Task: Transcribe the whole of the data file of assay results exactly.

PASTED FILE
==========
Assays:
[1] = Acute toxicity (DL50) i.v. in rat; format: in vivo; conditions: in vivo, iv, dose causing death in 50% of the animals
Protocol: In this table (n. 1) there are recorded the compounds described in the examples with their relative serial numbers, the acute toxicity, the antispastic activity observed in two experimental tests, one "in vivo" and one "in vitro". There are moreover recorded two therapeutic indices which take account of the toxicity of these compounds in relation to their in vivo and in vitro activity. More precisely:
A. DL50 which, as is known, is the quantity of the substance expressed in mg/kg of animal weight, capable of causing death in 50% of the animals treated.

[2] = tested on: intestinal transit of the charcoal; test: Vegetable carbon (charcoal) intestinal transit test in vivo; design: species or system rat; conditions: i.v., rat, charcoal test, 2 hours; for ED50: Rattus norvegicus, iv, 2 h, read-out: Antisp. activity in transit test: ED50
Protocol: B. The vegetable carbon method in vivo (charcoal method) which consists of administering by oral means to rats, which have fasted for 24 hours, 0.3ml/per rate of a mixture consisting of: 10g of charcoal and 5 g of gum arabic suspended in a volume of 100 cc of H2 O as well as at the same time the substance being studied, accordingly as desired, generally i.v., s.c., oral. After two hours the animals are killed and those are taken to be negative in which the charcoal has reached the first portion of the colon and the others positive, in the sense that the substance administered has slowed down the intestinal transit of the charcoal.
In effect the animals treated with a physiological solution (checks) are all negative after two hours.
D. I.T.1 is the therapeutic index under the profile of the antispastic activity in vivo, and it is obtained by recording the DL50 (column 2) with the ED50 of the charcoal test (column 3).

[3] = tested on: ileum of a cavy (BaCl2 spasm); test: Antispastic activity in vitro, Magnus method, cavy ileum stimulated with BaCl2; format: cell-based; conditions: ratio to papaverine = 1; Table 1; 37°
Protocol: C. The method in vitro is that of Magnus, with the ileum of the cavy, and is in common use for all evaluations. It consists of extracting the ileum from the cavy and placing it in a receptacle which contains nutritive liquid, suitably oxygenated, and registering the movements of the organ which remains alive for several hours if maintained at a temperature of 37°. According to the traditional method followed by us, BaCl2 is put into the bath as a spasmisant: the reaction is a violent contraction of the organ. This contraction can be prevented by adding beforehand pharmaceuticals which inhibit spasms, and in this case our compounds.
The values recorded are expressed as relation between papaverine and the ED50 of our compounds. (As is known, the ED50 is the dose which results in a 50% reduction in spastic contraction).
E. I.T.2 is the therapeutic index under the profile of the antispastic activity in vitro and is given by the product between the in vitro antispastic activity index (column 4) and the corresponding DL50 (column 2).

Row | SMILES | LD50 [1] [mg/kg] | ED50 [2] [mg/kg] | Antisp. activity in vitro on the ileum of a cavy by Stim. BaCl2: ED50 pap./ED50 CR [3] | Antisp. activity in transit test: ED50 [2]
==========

Assays:
[1] = Acute toxicity (DL50) i.v. in rat; format: in vivo; conditions: in vivo, iv, dose causing death in 50% of the animals
Protocol: In this table (n. 1) there are recorded the compounds described in the examples with their relative serial numbers, the acute toxicity, the antispastic activity observed in two experimental tests, one "in vivo" and one "in vitro". There are moreover recorded two therapeutic indices which take account of the toxicity of these compounds in relation to their in vivo and in vitro activity. More precisely:
A. DL50 which, as is known, is the quantity of the substance expressed in mg/kg of animal weight, capable of causing death in 50% of the animals treated.

[2] = tested on: intestinal transit of the charcoal; test: Vegetable carbon (charcoal) intestinal transit test in vivo; design: species or system rat; conditions: i.v., rat, charcoal test, 2 hours; for ED50: Rattus norvegicus, iv, 2 h, read-out: Antisp. activity in transit test: ED50
Protocol: B. The vegetable carbon method in vivo (charcoal method) which consists of administering by oral means to rats, which have fasted for 24 hours, 0.3ml/per rate of a mixture consisting of: 10g of charcoal and 5 g of gum arabic suspended in a volume of 100 cc of H2 O as well as at the same time the substance being studied, accordingly as desired, generally i.v., s.c., oral. After two hours the animals are killed and those are taken to be negative in which the charcoal has reached the first portion of the colon and the others positive, in the sense that the substance administered has slowed down the intestinal transit of the charcoal.
In effect the animals treated with a physiological solution (checks) are all negative after two hours.
D. I.T.1 is the therapeutic index under the profile of the antispastic activity in vivo, and it is obtained by recording the DL50 (column 2) with the ED50 of the charcoal test (column 3).

[3] = tested on: ileum of a cavy (BaCl2 spasm); test: Antispastic activity in vitro, Magnus method, cavy ileum stimulated with BaCl2; format: cell-based; conditions: ratio to papaverine = 1; Table 1; 37°
Protocol: C. The method in vitro is that of Magnus, with the ileum of the cavy, and is in common use for all evaluations. It consists of extracting the ileum from the cavy and placing it in a receptacle which contains nutritive liquid, suitably oxygenated, and registering the movements of the organ which remains alive for several hours if maintained at a temperature of 37°. According to the traditional method followed by us, BaCl2 is put into the bath as a spasmisant: the reaction is a violent contraction of the organ. This contraction can be prevented by adding beforehand pharmaceuticals which inhibit spasms, and in this case our compounds.
The values recorded are expressed as relation between papaverine and the ED50 of our compounds. (As is known, the ED50 is the dose which results in a 50% reduction in spastic contraction).
E. I.T.2 is the therapeutic index under the profile of the antispastic activity in vitro and is given by the product between the in vitro antispastic activity index (column 4) and the corresponding DL50 (column 2).

Row | SMILES | LD50 [1] [mg/kg] | ED50 [2] [mg/kg] | Antisp. activity in vitro on the ileum of a cavy by Stim. BaCl2: ED50 pap./ED50 CR [3] | Antisp. activity in transit test: ED50 [2]